‘Adopt and Amend’ declared unconstitutional
The practice of adopting a ballot initiative into law then later changing it in the same legislative session is unconstitutional.
That’s according to the Michigan Court of Claims in a ruling that came down late Tuesday afternoon.
At issue were two petitions circulated in 2018. One would have raised the minimum wage to $12 an hour—including for tipped employees. The other would have set rates for racking up paid sick time.
The Republican-led legislature passed them itself before they could go before voters. Then lawmakers weakened them during a lame duck-session following the election.
The court ruled that was illegitimate.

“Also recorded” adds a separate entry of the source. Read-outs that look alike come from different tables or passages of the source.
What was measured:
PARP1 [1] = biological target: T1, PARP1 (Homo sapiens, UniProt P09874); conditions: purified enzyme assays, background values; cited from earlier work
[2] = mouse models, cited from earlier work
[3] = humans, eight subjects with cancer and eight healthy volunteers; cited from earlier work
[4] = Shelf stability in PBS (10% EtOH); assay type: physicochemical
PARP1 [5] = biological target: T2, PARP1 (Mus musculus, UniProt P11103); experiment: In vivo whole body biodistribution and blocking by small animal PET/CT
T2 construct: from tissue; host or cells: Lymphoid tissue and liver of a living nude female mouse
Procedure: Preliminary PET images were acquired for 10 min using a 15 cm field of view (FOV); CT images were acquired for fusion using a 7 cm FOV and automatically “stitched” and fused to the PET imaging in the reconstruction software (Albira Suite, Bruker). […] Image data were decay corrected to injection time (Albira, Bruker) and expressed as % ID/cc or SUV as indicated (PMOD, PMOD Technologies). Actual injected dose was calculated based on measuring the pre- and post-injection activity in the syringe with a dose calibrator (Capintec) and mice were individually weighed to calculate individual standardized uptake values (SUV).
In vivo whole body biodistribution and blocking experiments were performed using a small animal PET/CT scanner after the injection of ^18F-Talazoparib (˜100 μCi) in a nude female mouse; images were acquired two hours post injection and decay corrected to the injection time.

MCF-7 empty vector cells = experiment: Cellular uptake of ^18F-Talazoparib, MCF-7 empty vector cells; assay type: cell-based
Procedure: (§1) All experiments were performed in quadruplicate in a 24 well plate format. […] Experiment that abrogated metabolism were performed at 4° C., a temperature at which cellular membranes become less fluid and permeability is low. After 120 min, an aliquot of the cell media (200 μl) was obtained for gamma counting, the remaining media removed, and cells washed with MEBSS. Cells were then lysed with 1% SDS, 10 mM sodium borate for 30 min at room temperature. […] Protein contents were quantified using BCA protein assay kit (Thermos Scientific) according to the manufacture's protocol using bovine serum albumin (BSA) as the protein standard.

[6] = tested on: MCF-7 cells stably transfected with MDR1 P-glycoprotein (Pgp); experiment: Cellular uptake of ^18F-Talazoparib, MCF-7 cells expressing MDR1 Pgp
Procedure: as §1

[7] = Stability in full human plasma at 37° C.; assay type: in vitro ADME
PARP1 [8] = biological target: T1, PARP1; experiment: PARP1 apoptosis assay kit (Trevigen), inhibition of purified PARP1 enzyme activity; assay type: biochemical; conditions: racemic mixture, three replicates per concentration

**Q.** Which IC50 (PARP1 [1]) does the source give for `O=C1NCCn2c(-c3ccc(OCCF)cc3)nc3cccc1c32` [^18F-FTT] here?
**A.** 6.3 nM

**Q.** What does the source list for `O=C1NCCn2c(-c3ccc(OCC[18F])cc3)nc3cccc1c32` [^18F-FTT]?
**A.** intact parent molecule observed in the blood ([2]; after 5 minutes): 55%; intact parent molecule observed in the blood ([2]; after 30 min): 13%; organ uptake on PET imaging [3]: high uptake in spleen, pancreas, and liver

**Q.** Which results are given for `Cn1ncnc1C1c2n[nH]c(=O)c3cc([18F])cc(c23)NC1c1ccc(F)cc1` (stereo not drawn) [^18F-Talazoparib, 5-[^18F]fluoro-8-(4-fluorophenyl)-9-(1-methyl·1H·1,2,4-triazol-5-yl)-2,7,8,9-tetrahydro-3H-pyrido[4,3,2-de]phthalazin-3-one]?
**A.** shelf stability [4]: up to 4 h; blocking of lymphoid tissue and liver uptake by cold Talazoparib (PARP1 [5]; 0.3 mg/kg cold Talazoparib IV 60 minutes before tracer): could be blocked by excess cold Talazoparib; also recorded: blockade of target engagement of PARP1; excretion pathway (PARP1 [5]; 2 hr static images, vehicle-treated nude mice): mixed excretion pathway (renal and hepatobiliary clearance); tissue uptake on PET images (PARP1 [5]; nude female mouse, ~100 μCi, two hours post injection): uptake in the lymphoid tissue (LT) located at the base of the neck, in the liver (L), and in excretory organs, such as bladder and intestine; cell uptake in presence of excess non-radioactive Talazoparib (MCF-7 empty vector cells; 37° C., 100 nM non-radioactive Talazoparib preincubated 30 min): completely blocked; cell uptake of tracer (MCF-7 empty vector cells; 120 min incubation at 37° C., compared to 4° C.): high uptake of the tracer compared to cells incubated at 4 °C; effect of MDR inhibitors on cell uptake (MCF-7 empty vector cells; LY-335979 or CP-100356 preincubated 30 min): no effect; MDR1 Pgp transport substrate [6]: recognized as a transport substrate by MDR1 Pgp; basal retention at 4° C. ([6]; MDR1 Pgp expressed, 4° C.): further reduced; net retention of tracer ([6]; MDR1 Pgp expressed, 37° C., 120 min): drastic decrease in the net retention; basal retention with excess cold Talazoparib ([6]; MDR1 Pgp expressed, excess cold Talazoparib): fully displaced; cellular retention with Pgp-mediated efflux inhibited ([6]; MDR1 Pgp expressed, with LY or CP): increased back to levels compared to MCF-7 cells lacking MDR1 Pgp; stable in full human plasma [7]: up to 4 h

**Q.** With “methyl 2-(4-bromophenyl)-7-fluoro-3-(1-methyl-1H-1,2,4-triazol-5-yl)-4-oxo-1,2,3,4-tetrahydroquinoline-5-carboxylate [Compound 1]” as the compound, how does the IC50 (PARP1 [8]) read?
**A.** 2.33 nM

"The Legislature has only three options to address voter-initiated legislation within the same legislative session—adopt it, reject it, or propose an alternative," the ruling reads.
"Once the Legislature adopted the Earned Sick Time Act and the Improved Workforce Opportunity Act, it could not amend the laws within the same legislative session. To hold otherwise would effectively thwart the power of the People to initiate laws and then vote on those same laws—a power expressly reserved to the people in the Michigan Constitution,” the court continued.
Tuesday’s ruling brings both laws back to their original form.